Tenn. Gov. Lee looks past Democrat Martin in reelection bid
Oct 31, 2022, 9:20 PM | Updated: Nov 1, 2022, 10:07 am
(AP Photo/Mark Humphrey, File)
NASHVILLE, Tenn. (AP) — Jason Martin has spent more than two years trying to get Gov. Bill Lee’s attention in Tennessee — first, as the critical care doctor urging more action against the COVID-19 pandemic, and now, as the Democratic nominee for governor trying to knock the Republican out of office.
To date, Lee has yet to acknowledge he even has a challenger in his quest for reelection. The two haven’t talked, according to Martin, and that’s unlikely to change before Election Day.
Lee, riding consistently strong polls in a state that favors the GOP, is taking a calculated approach to winning a second term and has paid no attention to his Democratic opponent. He has put a big fundraising advantage to work by deploying statewide TV ads that tout his first four years in office, while not mentioning that Tennesseans have a choice on the ballot. He has declined to debate Martin, saying he’s too busy running the state.
“The Republican strategy is, ‘don’t let anyone get to your right.’ (Lee) was able to avoid opposition in the primary and now he’s expecting an easy reelection victory,” said Kent Syler, a political science professor at Middle Tennessee State University.
Lee sidestepped a primary challenge with a series of moves on time-tested conservative issues, including backing a permitless handgun carry law and signing off on expansive abortion restrictions. On fiery topics that have taken off more recently, he has signed laws that target transgender people, shifted his attention to the hot midterm topic of crime over his priorities for criminal justice reform, and approved restrictions against some discussions on race and sexuality in schools.
“Parents now have a say in what’s taught and what isn’t,” Lee said in a campaign ad. “And kids are learning valuable skills, without the divisive politics.”
Martin, meanwhile, said he hopes to make the kind of inroads in rural Tennessee that have long defied state Democrats, leaving them without a seat in the governor’s office for more than a decade. He said he thinks the path to winning the governor’s race “goes through red Tennessee, goes right through rural communities.”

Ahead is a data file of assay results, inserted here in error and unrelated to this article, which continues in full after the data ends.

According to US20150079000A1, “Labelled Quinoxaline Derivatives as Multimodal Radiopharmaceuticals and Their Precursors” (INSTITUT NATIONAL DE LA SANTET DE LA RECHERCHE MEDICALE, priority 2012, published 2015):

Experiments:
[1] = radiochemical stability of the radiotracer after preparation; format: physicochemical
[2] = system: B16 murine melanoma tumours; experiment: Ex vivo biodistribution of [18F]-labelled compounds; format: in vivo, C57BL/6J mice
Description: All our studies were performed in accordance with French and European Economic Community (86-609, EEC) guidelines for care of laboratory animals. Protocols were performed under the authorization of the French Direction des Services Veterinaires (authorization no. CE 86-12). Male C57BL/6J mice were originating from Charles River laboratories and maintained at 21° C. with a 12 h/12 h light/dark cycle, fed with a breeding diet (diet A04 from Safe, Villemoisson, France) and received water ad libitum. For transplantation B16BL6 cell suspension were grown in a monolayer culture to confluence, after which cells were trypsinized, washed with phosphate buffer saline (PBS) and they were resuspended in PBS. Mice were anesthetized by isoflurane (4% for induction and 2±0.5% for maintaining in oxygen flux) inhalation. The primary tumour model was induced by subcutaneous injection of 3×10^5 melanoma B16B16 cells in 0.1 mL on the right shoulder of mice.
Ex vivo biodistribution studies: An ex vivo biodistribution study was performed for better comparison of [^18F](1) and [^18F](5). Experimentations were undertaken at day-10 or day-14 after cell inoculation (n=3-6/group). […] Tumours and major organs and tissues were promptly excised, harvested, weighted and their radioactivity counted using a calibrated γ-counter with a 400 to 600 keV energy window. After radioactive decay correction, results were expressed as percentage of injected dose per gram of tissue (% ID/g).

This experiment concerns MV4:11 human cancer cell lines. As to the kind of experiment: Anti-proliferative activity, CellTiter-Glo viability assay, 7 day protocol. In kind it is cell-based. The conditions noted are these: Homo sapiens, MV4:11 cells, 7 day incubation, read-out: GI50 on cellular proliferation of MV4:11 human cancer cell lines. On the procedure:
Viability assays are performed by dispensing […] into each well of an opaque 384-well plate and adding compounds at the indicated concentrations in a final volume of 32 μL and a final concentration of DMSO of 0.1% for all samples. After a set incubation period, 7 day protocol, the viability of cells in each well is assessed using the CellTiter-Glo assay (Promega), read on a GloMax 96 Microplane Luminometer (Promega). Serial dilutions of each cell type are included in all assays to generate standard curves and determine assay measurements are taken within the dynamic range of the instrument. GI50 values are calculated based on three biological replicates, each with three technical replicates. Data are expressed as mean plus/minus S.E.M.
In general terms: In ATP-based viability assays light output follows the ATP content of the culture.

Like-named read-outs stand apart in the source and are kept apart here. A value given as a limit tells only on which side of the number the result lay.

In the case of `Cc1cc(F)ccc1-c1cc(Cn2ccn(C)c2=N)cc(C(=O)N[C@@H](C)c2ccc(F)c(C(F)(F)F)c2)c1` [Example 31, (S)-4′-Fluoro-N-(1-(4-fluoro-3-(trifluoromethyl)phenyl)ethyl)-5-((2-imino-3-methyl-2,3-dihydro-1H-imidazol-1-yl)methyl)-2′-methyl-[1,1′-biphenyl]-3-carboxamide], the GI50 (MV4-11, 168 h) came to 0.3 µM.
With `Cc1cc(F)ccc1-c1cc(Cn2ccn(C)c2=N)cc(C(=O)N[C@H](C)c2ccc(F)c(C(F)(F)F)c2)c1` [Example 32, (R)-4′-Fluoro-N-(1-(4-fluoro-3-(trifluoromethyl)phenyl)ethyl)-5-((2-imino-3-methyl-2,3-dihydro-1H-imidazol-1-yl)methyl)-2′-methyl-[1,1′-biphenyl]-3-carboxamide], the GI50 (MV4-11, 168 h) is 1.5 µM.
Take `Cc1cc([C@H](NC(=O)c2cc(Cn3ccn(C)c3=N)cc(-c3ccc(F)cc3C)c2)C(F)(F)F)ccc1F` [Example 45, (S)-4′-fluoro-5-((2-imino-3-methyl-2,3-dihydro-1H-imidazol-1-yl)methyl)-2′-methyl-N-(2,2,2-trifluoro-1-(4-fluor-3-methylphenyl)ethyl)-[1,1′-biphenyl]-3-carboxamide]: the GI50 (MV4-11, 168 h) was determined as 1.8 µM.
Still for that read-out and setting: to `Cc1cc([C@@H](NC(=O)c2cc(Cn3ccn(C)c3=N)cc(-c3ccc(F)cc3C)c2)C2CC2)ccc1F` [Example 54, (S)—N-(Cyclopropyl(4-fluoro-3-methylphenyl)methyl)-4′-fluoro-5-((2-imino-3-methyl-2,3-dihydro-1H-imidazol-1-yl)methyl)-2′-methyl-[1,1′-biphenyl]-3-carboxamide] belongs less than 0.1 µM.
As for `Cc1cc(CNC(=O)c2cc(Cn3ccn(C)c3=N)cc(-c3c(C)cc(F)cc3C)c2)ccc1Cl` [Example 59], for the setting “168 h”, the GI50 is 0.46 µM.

“I think previous campaigns have focused really a lot of resources and training on the cities, and Democrats are going to try to run the numbers up in the cities. The math isn’t there,” Martin told the Nashville Rotary Club recently. “You can’t win with a message that only appeals to the big five cities in the state of Tennessee.”
Martin initially got in the race criticizing the way Lee has handled the COVID-19 outbreak in Tennessee, where a statewide mask mandate was never enacted. Martin has since shifted away from making that his main focus.
To date, researchers from Johns Hopkins University says Tennessee has seen roughly 28,000 COVID-19 related deaths. As of late October, that death count is the 12th highest in the country overall and sixth per capita.
While speaking in front of the crowd, Martin admitted that a year ago he would not have said the gubernatorial race was winnable for a Democrat in such a ruby red state. The U.S. Supreme Court’s decision to overturn the constitutional right to abortion changed things, he said. Particularly, Martin is hoping to win over Tennessean voters discovering to their dismay that the state’s strict abortion ban doesn’t explicitly exempt those performed to save a mother’s life.
To date, Lee has downplayed concerns that the ban’s current language surrounding exemptions has sparked confusion and fear from the medical community. As a vocal opponent to abortion, Lee has maintained that doctors can use “their best judgment” to save the life of the mother.
“My sense and understanding from the law is that does exist now,” Lee told reporters earlier this summer.
Martin says Lee’s statement means one of two things, either of which would be “painful.”
“One, he doesn’t know what he signed. Or two, he’s not being truthful with you. And either way, in my opinion, he’s unqualified to be governor,” Martin said.
Lee has also attracted criticism after he declined to rebut comments made by Hillsdale President Larry Arnn, who claimed earlier this year that teachers “are trained in the dumbest parts of the dumbest colleges” during a reception the Republican attended. Lee has since distanced himself from Hillsdale’s attempt to expand their affiliated charter schools in Tennessee but has remained a vocal school choice advocate.
Martin also said that, as governor, he would sue to challenge a law that requires lawmakers’ approval to expand Medicaid in Tennessee under former President Barack Obama’s health care law. Lee has opposed Medicaid expansion, saying the current program is flawed and that adding more money wouldn’t address those problems. His administration has spearheaded an overhaul to how Tennessee’s Medicaid program is funded and run. President Joe Biden’s administration has asked for changes to the program, which former President Donald Trump’s team approved.
Lee defeated a Democratic opponent by 21 percentage points in 2018 after emerging from a bruising Republican primary. The last Democratic governor in Tennessee was Phil Bredesen, who served from 2003 until 2011.
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